The first day we were at sea. Lots of wind and large swells rocked the ship a good deal, but I was armed with meclazine. I suffered no seasickness at all and my wife did fine without any medication. On sea days, Disney rolled out the activities. Behind the Scenes was a nice series that featured jack of all trades Jeff Kurtti. He worked for Disney in many different capacities, but now is his own boss. He has written multiple books for Disney and is now involved in producing DVD’s for Disney. He had a wealth of information regarding his career path and the workings of Disney corporate culture. Not only were his talks informative, but quite humorous with his self-deprecating style. This series, in addition to the entertaining track and the navigation track, was a fine addition to the activities available on board.
The afternoon was spent relaxing followed by a great show. Hercules the Muse-ical was presented that night. Although it followed the story line of the recent movie, it strayed from the plot line with many twists on the original, with hilarious results. Hades stole the show with his monologue ¾ of the way through the show. The male muse and Hades’ minions also provided great comic performances. The cabaret show was quite good with Chucky the duck puppet! This was also the first formal night – the Captain’s Gala Reception. It was terrific seeing a large number of guests dressing in the formal attire.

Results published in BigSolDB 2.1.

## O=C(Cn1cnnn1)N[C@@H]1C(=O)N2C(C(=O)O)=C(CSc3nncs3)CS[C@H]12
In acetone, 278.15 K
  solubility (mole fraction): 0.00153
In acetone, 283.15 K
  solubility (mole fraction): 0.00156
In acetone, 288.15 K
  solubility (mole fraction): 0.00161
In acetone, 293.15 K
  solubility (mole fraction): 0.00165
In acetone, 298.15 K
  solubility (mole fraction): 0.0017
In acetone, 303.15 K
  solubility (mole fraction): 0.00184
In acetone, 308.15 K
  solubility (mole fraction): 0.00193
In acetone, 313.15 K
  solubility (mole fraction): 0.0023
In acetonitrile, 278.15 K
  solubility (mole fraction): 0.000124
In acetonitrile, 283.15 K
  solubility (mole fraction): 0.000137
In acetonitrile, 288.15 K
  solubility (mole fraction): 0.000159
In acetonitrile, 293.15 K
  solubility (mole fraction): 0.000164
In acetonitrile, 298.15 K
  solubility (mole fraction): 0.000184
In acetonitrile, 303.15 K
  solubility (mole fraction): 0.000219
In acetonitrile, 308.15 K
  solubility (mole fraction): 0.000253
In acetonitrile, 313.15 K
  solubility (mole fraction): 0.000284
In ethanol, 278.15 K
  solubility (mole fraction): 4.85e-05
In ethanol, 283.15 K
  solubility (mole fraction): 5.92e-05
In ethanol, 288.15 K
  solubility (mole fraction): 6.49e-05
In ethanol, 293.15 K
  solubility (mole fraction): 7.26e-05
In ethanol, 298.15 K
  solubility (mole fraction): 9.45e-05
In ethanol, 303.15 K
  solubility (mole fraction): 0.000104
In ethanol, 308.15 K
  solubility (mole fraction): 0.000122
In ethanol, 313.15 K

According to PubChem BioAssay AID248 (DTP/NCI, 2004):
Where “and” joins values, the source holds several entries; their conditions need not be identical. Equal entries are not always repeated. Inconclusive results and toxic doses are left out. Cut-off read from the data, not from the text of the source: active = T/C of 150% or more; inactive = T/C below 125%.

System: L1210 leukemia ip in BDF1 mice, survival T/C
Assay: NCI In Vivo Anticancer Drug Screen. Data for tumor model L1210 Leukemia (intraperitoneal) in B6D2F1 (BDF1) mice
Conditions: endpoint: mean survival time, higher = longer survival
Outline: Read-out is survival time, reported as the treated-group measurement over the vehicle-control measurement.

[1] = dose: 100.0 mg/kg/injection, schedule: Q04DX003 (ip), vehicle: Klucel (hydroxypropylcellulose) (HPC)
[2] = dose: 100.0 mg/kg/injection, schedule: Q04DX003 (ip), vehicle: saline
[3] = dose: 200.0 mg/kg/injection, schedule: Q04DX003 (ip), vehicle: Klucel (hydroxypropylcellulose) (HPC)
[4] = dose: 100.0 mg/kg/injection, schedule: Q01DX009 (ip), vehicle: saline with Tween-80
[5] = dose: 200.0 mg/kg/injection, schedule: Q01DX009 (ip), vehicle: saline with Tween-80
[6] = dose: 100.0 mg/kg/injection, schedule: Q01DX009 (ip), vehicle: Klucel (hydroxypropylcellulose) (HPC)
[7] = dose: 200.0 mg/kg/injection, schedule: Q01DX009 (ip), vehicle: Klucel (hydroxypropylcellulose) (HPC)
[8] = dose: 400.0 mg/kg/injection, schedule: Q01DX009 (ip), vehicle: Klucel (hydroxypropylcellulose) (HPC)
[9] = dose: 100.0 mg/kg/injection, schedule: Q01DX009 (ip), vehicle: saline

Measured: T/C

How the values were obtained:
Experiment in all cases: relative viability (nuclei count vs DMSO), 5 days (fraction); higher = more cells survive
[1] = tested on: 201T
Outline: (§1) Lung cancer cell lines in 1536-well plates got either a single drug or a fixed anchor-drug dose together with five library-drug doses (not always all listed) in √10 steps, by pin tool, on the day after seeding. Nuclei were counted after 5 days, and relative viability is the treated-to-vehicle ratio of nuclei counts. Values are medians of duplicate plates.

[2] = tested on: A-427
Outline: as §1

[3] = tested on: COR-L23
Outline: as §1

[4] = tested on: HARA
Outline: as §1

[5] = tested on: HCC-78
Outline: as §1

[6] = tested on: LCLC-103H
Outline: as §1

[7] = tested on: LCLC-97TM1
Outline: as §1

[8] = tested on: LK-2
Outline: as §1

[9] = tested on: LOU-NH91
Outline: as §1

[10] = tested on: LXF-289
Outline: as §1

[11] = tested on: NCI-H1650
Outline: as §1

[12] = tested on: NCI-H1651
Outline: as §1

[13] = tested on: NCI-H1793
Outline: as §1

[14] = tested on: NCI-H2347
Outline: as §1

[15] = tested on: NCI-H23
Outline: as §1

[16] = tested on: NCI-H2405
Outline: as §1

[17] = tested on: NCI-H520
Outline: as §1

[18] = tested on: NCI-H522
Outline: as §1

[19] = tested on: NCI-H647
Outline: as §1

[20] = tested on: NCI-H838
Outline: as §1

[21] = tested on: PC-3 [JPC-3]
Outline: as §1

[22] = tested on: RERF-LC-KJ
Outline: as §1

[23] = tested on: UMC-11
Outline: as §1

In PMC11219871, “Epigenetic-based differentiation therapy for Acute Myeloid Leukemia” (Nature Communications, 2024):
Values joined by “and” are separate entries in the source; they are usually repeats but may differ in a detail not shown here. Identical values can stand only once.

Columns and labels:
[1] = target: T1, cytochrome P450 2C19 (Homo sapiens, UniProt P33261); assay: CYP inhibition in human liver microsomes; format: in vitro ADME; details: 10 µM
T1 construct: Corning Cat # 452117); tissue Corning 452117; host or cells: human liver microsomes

Day two was also at sea. My wife went to a skin clinic at the spa while I went to a dessert cooking class (complete with samples and a wine pairing) and then another session with Jeff. This second session was more informal and some nuggets were revealed (I could share them but I’d have to kill you!). In the afternoon, we attended a backstage tour of the Walt Disney Theater. The theater is very impressive. It is on par with Broadway stages technically and esthetically. We then went to a showing of a short film titled “The Making of the Disney Magic” followed by a forum with members of the crew. This was very informative and revealed a great deal of the amount of work for which the crew is responsible.